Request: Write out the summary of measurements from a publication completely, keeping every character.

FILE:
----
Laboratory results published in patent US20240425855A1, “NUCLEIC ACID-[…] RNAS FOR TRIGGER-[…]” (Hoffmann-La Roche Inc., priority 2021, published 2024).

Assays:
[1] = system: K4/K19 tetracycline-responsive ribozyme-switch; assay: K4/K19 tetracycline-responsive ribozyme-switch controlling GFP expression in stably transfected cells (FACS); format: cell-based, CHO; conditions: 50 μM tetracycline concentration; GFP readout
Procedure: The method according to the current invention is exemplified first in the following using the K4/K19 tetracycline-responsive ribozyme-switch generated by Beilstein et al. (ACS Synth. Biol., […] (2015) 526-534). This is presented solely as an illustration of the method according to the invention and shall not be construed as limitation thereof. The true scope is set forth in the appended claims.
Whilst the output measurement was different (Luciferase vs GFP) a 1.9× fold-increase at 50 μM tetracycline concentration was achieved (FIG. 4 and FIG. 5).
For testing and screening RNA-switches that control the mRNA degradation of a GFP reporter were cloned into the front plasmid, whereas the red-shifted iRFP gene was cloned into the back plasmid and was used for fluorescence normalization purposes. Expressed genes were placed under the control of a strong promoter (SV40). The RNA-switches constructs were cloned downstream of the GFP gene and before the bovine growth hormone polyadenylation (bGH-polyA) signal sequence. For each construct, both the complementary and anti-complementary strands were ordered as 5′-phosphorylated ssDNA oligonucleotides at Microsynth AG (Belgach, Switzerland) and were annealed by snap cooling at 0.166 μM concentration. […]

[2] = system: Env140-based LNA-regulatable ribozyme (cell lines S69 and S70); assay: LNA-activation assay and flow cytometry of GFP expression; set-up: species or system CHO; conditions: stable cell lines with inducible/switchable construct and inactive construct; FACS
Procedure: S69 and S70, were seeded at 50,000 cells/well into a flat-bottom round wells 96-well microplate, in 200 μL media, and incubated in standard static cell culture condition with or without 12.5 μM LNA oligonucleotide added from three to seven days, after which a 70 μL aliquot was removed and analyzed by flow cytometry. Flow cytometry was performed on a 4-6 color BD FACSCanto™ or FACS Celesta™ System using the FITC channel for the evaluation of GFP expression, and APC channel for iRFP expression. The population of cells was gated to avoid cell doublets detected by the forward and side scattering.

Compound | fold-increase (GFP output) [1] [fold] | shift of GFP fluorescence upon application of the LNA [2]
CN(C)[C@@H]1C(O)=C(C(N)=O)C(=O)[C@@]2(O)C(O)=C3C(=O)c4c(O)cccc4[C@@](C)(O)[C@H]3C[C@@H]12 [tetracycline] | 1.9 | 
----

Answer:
Laboratory results published in patent US20240425855A1, “NUCLEIC ACID-[…] RNAS FOR TRIGGER-[…]” (Hoffmann-La Roche Inc., priority 2021, published 2024).

Assays:
[1] = system: K4/K19 tetracycline-responsive ribozyme-switch; assay: K4/K19 tetracycline-responsive ribozyme-switch controlling GFP expression in stably transfected cells (FACS); format: cell-based, CHO; conditions: 50 μM tetracycline concentration; GFP readout
Procedure: The method according to the current invention is exemplified first in the following using the K4/K19 tetracycline-responsive ribozyme-switch generated by Beilstein et al. (ACS Synth. Biol., […] (2015) 526-534). This is presented solely as an illustration of the method according to the invention and shall not be construed as limitation thereof. The true scope is set forth in the appended claims.
Whilst the output measurement was different (Luciferase vs GFP) a 1.9× fold-increase at 50 μM tetracycline concentration was achieved (FIG. 4 and FIG. 5).
For testing and screening RNA-switches that control the mRNA degradation of a GFP reporter were cloned into the front plasmid, whereas the red-shifted iRFP gene was cloned into the back plasmid and was used for fluorescence normalization purposes. Expressed genes were placed under the control of a strong promoter (SV40). The RNA-switches constructs were cloned downstream of the GFP gene and before the bovine growth hormone polyadenylation (bGH-polyA) signal sequence. For each construct, both the complementary and anti-complementary strands were ordered as 5′-phosphorylated ssDNA oligonucleotides at Microsynth AG (Belgach, Switzerland) and were annealed by snap cooling at 0.166 μM concentration. […]

[2] = system: Env140-based LNA-regulatable ribozyme (cell lines S69 and S70); assay: LNA-activation assay and flow cytometry of GFP expression; set-up: species or system CHO; conditions: stable cell lines with inducible/switchable construct and inactive construct; FACS
Procedure: S69 and S70, were seeded at 50,000 cells/well into a flat-bottom round wells 96-well microplate, in 200 μL media, and incubated in standard static cell culture condition with or without 12.5 μM LNA oligonucleotide added from three to seven days, after which a 70 μL aliquot was removed and analyzed by flow cytometry. Flow cytometry was performed on a 4-6 color BD FACSCanto™ or FACS Celesta™ System using the FITC channel for the evaluation of GFP expression, and APC channel for iRFP expression. The population of cells was gated to avoid cell doublets detected by the forward and side scattering.

Compound | fold-increase (GFP output) [1] [fold] | shift of GFP fluorescence upon application of the LNA [2]
CN(C)[C@@H]1C(O)=C(C(N)=O)C(=O)[C@@]2(O)C(O)=C3C(=O)c4c(O)cccc4[C@@](C)(O)[C@H]3C[C@@H]12 [tetracycline] | 1.9 | 